I had time for a quick change at the hotel as our attire needed to be business casual for the dress rehearsal.
Everything was very organized. We had been assigned a bus according to the rows we were sitting in on the stage. So we when we got off of the bus, we were lined up and ready to go.
We arrived at Kennedy Center and had about 30 minutes before rehearsal to walk around and take some pictures. It is a huge building with more than one theater. There was nothing else going on at the time so we had the whole place to ourselves to explore.
Then it was time to line up and head out onto the stage. The orchestra was already in place so we filed in and had a few minutes to take it all in. It is a beautiful stage and theater. It was very impressive to see how large it was and all the empty seats, knowing that they would all be full that evening as the show was sold out.
The dress rehearsal went smoothly and again we finished ahead of time which was especially good news this time since there was only a small window of time for the bus ride back to the hotel to change into the concert attire and then get back on the bus to go back to Kennedy Center.
Everyone was so excited as we made our way to the stage. We were seated about 20 minutes before the show started so we just sat and watched everyone come in. I saw my friends arrive and was able to give them a little wave.
As Steven Curtis Chapman came out and the show started, he said that he felt like an energizer bunny during the Carnegie Hall show and that he wanted to slow down and really enjoy this one. And that was exactly the feeling that I had during the show. It still went by too quickly and as soon as it was over I wanted to do it again but there was more of a sense of taking it all in and enjoying it this time.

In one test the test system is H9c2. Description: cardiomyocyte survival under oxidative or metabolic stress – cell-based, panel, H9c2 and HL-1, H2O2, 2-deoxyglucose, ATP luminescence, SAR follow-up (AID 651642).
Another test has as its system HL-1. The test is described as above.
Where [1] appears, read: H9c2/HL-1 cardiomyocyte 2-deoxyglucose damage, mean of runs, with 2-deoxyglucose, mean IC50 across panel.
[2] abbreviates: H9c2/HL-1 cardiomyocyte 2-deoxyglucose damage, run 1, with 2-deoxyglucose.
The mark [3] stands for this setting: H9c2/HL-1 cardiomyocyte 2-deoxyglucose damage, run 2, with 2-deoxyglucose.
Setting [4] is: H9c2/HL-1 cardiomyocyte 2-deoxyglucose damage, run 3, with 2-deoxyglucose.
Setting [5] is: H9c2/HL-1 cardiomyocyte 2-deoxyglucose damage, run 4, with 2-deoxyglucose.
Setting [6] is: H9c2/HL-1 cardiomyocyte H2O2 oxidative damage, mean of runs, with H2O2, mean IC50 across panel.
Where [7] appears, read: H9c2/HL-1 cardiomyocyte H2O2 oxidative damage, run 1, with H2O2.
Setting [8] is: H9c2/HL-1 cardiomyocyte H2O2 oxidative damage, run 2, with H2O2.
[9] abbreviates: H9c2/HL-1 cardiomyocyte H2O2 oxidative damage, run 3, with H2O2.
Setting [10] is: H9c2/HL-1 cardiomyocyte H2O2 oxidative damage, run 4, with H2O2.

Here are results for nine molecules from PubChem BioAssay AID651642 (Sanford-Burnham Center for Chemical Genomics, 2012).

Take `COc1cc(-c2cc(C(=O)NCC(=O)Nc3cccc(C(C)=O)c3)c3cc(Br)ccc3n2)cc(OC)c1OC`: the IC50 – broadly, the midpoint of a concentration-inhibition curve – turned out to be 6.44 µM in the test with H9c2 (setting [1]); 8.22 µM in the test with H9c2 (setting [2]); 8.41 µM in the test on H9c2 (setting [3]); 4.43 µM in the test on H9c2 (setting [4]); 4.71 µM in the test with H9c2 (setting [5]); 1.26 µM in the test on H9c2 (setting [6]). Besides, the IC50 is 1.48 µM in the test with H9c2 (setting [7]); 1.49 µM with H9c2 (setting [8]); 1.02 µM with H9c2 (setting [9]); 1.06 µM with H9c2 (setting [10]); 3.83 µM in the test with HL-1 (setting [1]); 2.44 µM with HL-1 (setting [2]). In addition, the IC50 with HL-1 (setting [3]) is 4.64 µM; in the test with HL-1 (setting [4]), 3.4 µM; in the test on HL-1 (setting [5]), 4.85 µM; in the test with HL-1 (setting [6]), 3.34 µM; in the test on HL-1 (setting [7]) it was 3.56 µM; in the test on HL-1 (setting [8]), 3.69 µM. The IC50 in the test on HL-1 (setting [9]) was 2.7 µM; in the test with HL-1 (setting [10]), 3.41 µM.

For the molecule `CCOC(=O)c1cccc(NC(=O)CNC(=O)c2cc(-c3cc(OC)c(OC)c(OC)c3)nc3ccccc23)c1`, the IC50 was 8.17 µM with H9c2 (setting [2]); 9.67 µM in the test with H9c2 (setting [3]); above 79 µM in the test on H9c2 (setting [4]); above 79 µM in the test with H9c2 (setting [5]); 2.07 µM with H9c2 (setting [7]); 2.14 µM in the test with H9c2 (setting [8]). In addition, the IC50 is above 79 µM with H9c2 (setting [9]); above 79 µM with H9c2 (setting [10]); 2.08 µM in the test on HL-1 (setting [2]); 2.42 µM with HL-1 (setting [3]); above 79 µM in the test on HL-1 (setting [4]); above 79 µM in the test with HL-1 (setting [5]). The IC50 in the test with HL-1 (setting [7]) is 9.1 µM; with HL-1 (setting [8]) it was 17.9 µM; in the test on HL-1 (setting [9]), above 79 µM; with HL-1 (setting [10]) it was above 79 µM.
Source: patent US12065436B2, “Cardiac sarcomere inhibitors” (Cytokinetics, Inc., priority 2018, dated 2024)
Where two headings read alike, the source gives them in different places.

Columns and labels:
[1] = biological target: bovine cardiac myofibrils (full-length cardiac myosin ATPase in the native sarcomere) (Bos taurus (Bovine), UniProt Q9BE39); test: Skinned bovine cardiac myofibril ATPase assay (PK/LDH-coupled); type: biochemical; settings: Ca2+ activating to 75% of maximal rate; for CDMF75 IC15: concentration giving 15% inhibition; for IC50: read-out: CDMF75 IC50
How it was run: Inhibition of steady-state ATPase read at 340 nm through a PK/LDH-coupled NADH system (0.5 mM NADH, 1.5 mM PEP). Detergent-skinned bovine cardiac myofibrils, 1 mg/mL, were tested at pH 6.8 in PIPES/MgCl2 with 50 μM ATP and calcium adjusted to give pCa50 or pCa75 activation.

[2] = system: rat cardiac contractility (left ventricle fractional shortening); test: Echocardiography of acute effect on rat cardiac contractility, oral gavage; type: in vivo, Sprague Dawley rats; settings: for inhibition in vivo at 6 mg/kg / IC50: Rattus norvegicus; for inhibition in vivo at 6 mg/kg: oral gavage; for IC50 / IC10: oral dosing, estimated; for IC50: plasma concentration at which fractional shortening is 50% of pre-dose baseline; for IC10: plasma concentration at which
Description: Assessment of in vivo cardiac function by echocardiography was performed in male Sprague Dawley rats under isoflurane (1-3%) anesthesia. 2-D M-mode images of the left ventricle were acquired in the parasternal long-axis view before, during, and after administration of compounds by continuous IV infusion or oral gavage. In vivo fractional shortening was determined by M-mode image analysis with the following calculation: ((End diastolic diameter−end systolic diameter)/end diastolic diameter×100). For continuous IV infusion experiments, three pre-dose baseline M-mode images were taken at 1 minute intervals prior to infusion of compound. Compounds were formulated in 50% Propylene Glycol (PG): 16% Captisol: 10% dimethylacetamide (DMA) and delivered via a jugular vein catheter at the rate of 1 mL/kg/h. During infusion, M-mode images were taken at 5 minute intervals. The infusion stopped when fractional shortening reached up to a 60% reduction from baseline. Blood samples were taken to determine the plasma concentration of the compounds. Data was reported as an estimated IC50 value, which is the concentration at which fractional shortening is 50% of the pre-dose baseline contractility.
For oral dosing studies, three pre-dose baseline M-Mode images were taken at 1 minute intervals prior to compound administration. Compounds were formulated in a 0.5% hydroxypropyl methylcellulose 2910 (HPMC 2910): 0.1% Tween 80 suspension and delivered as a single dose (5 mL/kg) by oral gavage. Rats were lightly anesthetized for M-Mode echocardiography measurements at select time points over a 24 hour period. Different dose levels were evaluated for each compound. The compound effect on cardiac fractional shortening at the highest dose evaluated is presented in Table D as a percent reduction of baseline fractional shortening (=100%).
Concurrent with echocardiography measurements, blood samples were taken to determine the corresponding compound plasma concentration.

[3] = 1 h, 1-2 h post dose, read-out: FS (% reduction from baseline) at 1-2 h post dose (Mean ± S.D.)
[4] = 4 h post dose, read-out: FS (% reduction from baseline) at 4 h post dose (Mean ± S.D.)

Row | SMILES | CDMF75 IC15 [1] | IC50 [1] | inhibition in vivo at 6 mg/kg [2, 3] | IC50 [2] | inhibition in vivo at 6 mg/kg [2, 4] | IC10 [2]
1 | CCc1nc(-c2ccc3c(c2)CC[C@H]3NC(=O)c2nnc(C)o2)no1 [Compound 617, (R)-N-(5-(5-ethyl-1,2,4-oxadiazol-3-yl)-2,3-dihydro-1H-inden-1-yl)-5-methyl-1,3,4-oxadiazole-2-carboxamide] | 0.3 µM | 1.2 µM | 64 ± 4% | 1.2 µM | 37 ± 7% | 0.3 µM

The show was amazing. The audience really seemed to enjoy it and everything went well. I feel so incredibly lucky to have been able to perform first at Carnegie Hall and now at Kennedy Center. Both experiences have been so positive and rewarding.
But wait.. the evening wasn’t over yet! As we did after the Carnegie Hall show, the entire choir went on a celebration dinner cruise.
I will be honest and say that this was not a favorite part of the trip. There are over 200 people and a small bar and buffet area. We spent most of the evening on line trying to get a drink or dinner. The ship is designed for these events so I don’t know why it isn’t handled better. It is frustrating and not enjoyable.
The only good part about the dinner cruise was that Steven Curtis Chapman came out with his wife to say a few words. He had done the same after the Carnegie Hall concert. Again, he thanked us for being a part of the concert and the weekend. He said once again that he considers us ‘his’ choir and he hopes to continue to do these experiences in the years ahead (Yay!).
We disembarked from the boat and were taken back to the hotel. It was time to say goodbyes as that was the end of the weekend. Everyone was on their own for travels back home the next day.
I can’t say enough how much I loved this weekend. It was great to catch up with good friends from Baltimore and choir friends. It was amazing to sing on stage at Kennedy Center. And it was a blessing to spend time with Steven Curtis Chapman once again. I hope there are other weekends like this in the future and I hope I am lucky enough to be a part of them again.
I have been a huge Disney and travel fan since childhood. I love going to new places and, of course, heading to Disney as often as I can.